Barry Morris Goldwater was an American politician, businessman, and author who was a five-term United States Senator from Arizona and the Republican Party's nominee for President of the United States in 1964. Despite his loss of the 1964 presidential election in a landslide, Goldwater is the politician most often credited with sparking the resurgence of the American conservative political movement in the 1960s.
While he had supported other federal civil rights measures, Goldwater was a vocal opponent of the Civil Rights Act of 1964; he believed it to be an overreach by the federal government. Goldwater rejected the legacy of the New Deal and fought with the conservative coalition against the New Deal coalition. He also had a substantial impact on the libertarian movement. A significant accomplishment in his career was the passage of the Goldwater–Nichols Act of 1986.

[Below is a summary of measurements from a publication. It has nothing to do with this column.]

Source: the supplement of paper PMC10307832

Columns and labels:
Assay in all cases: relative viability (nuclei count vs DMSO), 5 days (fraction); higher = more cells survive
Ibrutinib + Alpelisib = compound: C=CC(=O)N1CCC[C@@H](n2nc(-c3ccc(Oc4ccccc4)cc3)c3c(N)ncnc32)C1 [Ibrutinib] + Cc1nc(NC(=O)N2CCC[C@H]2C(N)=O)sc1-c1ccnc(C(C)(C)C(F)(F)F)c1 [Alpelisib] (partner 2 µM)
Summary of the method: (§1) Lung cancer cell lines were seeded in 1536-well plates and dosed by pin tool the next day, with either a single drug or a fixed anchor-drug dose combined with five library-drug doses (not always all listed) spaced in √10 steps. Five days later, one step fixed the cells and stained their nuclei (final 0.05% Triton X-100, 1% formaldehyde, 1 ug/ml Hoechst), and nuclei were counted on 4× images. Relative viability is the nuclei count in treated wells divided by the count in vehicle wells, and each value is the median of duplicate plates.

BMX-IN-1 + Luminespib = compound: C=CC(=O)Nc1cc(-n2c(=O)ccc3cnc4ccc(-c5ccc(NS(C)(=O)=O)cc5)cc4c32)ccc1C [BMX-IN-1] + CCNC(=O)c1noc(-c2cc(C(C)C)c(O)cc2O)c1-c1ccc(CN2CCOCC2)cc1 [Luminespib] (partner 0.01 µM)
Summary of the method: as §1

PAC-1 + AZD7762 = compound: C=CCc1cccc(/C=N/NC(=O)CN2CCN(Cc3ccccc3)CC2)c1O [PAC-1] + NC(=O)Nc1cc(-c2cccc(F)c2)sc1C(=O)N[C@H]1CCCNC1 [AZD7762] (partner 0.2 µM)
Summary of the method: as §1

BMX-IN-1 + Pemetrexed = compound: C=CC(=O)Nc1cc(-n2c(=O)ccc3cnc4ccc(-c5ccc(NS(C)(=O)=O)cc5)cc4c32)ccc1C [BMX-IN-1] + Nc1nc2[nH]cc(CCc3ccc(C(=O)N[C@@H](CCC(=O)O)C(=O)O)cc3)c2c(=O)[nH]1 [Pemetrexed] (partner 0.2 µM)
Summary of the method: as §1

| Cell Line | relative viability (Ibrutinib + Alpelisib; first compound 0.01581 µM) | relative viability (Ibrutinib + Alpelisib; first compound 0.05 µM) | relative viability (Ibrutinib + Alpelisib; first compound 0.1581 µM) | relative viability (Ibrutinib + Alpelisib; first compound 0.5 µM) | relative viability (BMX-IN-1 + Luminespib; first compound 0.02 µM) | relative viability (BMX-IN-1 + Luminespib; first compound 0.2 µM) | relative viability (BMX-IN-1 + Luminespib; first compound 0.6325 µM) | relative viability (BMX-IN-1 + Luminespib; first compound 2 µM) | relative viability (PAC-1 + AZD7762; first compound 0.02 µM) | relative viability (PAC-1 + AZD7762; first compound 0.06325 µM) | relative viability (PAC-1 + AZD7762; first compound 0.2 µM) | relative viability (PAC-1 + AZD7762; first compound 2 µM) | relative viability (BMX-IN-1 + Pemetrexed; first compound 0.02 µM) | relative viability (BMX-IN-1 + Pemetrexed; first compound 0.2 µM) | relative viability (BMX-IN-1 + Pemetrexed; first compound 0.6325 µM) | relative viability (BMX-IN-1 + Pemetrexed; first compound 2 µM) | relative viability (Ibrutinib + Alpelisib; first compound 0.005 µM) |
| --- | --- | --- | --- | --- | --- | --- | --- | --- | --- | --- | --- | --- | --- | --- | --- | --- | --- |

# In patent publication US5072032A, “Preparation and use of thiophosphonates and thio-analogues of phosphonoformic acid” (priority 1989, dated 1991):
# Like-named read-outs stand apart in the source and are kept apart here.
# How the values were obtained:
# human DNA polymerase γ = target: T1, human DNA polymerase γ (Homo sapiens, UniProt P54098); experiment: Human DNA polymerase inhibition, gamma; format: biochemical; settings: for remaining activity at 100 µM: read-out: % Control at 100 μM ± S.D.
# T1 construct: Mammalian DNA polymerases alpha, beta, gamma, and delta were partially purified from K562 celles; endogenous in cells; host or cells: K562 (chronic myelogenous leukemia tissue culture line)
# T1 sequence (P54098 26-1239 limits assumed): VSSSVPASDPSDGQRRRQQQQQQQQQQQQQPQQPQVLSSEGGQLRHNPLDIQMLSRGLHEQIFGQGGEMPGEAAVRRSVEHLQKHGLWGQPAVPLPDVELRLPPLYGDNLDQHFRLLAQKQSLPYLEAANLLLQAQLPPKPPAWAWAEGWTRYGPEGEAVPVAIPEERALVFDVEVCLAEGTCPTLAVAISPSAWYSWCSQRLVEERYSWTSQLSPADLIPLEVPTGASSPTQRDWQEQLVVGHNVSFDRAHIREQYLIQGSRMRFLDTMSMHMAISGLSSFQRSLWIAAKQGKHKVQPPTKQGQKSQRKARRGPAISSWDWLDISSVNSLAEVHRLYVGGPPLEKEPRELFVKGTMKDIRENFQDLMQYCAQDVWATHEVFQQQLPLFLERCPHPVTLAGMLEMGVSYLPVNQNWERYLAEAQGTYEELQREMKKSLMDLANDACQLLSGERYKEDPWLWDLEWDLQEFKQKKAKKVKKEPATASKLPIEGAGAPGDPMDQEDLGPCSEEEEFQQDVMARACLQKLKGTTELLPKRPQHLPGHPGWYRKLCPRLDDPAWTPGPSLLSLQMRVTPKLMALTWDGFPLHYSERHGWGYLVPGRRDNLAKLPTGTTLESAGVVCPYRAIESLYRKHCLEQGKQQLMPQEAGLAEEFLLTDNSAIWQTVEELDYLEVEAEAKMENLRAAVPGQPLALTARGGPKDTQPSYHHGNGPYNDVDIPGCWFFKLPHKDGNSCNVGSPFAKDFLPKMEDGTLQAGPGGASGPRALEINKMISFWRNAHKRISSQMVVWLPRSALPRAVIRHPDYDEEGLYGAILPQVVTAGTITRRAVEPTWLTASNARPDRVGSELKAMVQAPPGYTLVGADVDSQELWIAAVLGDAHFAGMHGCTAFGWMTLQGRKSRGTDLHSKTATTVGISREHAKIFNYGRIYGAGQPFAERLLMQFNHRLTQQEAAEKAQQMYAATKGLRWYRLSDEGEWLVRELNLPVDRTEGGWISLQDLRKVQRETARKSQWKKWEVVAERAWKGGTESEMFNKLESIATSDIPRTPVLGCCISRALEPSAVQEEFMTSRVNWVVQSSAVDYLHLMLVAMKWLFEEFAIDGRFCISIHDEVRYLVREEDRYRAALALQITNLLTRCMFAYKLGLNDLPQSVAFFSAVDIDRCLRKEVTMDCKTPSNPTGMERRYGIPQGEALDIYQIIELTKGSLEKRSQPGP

In 1964, Goldwater mobilized a large conservative constituency to win the hard-fought Republican presidential primaries. Though raised as an Episcopalian, Goldwater was the first candidate of ethnically Jewish heritage to be nominated for President by a major American party.